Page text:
Yous see... I have a wonderful, I like to think wondrous, BUT VERY unorthodox and unusual project/dissertation topic. I've alluded to it and my philosophical interests here and there throughout the site. Anyway, my one-line title thingy goes something like this: "The Acting Person Practicing Wisdom - A Common Thread: Resonances of a Philosophy of Self-cultivation and Person-making between Catholic Personalism, Tibetan Buddhism and Chinese Thought". Grandiose title thingy aside, this is more directly and simply put as a comparative study of the philosophies of Karol Wojtyla a.k.a. Pope John Paul II, Tenzen Gyatso a.k.a. The Dalai Lama, and Confucius, Mencius, Lao Tzu, Chuang Tzu, and the Yi-jing. Anyway, I was "whispering from the rooftops" at Catholic U. because there they didn't care about, know about or care to know about Chinese and Buddhist thought, and I've been "whispering from the rooftops" again here at UH because here they don't care about, know about or care to know about the philosophy, the personalism, of Pope John Paul II,... though that IS changing!
 
So, anyway, as I come to (yet) a(nother) crossroads at the end of this academic year in May as I will be completing my Master's, I have to start planning for the future and where the pages of the next chapter of my life will be turned. In doing this, I have been speaking to various people to get advice and guidance, mainly people here or back at CUA. Well, to make a VERY LOOOOONG story short, in a meeting and phone conversation respectively with two key people, Dr. Roger Ames and Msgr. Dr. Robert Sokolowski, my project got poo-pooed. From Dr. Ames, that wasn't a big surprise. From MSGR. Sokolowski, it somewhat was. But, again, truth be said, my deal is quite a bit off the beaten track. But, I know I am onto something,... though if I told yous that these two responses weren't at all discouraging, I'd be lying.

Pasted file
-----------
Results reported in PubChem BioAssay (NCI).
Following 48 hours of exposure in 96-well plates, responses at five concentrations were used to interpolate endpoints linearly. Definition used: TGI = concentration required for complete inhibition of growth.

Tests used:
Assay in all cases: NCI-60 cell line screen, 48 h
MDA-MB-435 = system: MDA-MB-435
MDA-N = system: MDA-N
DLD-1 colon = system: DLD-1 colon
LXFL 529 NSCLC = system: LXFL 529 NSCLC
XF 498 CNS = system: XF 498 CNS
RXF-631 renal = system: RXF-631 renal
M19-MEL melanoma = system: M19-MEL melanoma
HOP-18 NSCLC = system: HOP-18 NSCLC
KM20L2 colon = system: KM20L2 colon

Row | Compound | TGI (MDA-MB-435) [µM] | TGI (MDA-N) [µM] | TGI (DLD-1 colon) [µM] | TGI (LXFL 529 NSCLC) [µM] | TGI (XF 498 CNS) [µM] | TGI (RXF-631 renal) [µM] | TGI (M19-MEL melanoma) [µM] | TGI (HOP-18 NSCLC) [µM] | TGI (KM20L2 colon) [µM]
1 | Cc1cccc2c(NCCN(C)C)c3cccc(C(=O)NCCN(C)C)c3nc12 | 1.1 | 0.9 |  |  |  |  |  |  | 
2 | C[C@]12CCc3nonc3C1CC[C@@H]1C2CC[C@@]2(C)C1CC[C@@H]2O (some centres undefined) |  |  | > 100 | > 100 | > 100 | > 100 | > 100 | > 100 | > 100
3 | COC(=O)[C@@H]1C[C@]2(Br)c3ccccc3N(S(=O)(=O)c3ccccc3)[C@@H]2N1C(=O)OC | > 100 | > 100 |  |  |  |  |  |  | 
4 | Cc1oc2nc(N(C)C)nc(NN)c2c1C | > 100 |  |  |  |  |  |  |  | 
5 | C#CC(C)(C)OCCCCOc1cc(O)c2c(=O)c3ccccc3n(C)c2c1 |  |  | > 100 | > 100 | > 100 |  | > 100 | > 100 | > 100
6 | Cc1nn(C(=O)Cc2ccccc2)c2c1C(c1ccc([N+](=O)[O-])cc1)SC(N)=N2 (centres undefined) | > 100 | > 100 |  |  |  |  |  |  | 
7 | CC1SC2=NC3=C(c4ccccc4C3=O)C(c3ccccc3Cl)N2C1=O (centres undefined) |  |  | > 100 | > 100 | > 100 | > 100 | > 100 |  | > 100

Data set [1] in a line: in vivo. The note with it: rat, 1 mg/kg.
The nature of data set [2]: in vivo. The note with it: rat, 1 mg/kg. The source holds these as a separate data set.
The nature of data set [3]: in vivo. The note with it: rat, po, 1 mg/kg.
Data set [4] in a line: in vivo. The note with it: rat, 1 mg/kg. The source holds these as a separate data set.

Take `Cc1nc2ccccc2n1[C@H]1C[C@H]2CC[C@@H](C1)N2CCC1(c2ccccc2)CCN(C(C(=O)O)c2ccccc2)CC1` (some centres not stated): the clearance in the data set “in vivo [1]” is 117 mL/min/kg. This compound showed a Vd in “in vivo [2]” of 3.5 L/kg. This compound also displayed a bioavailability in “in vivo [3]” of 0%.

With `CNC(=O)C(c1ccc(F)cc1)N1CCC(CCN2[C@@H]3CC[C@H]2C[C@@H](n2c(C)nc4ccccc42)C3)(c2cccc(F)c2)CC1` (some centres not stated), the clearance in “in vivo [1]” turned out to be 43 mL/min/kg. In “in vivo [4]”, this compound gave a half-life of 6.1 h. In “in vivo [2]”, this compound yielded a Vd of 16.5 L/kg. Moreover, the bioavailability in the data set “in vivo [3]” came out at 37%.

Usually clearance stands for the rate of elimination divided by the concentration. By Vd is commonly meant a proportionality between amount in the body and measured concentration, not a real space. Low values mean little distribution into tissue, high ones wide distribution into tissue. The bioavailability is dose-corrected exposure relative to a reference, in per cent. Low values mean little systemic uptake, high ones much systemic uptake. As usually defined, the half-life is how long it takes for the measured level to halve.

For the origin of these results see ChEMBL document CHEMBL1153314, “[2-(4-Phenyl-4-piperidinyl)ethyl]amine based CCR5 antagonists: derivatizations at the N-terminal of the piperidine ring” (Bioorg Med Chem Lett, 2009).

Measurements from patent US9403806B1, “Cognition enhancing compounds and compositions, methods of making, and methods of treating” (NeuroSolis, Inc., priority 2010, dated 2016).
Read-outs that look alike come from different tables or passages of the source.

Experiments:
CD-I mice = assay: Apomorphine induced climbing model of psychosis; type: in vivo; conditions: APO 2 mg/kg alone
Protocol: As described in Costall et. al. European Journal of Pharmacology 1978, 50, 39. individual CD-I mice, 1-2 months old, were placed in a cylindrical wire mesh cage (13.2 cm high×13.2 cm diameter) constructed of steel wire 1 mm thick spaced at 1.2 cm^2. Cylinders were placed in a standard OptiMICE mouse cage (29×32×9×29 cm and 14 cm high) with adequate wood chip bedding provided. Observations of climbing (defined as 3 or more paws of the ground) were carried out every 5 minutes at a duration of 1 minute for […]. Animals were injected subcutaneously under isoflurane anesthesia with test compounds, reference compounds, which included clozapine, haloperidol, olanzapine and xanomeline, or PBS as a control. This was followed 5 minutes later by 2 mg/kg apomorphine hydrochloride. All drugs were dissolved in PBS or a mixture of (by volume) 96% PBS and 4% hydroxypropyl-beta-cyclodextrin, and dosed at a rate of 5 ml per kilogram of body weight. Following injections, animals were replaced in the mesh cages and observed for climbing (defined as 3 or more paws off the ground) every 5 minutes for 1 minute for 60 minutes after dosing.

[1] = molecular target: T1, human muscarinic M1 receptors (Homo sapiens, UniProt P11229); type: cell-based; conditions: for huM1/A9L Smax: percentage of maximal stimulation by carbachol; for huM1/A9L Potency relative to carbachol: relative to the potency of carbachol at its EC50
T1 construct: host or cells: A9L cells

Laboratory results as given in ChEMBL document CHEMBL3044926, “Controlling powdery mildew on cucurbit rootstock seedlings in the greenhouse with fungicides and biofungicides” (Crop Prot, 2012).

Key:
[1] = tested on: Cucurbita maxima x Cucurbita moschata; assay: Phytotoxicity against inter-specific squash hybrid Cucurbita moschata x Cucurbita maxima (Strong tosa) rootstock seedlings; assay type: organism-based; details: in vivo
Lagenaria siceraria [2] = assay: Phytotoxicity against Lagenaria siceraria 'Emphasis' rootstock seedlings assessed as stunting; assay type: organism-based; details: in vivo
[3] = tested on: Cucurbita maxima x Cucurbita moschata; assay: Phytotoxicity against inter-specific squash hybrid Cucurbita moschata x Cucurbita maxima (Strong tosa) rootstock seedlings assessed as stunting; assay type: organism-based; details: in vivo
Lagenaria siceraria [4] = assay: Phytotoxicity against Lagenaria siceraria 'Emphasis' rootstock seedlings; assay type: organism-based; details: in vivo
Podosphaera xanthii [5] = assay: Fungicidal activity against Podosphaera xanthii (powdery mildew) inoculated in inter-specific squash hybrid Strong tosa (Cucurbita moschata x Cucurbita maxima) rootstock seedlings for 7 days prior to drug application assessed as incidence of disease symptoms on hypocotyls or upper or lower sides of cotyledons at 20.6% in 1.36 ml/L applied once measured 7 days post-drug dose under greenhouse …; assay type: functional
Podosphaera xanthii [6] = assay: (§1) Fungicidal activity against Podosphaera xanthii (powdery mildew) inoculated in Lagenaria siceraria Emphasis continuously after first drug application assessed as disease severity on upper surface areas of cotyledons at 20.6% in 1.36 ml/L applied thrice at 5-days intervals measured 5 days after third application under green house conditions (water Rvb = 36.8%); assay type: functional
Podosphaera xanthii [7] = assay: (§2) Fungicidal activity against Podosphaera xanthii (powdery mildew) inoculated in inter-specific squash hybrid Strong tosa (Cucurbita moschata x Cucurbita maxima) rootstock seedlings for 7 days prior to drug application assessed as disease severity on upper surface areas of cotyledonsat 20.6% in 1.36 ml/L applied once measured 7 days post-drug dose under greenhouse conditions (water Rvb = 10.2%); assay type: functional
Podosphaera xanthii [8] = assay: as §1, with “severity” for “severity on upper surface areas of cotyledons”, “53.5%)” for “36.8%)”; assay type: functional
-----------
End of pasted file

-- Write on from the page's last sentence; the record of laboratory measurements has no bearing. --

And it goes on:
Well, my day (to break the ice and get my validation) was two weeks ago to the day (Thursday, that is). Right now, I'm taking this class Confucianism. We have to do these biweekly short papers. Based on our readings at the time, I was in a position to defend the existentialism of philosopher Jean-Paul Sartre as having better resonance with Chinese philosophy than it was being credited with and for in general not being entirely adequately depicted. The paper, moreover, provided me the perfect segue to the personalism of Karol Wojtyla as, ultimately, I don't think Sartre is the ideal guy to do a Confucian comparison with. Understand, personalism is directly related to existentialism. In fact, it is also known as Christian existentialism. Anyway, I got that paper back two Thursdays ago and did glance down at it and saw the positive commentary and good grade. The professor, Dr. Ni, explicitly states that in light of my paper, he would like to take the first half of the seminar to break away from the syllabus and have a discussion about where we find resonances with Chinese philosophy in the western philosophic tradition. ALL the usual suspects get mentioned and debated: Hegel, Heidegger, Dewey, Whitehead, Emerson, Leibniz, and on and on,... all to no conclusion. I stayed quiet, but as the debate raged on and got nowhere, my heart started to pound, and I started to realize this was my opportunity to present my "deal", which students, having observed my passion for over a year now, have started to become ever so slightly curious about. I raised my hand and asked Dr. Ni if I could read just a little bit from my paper. He urged me to. Here's the preceding paragraph to the one I read which you need to situate yourselves: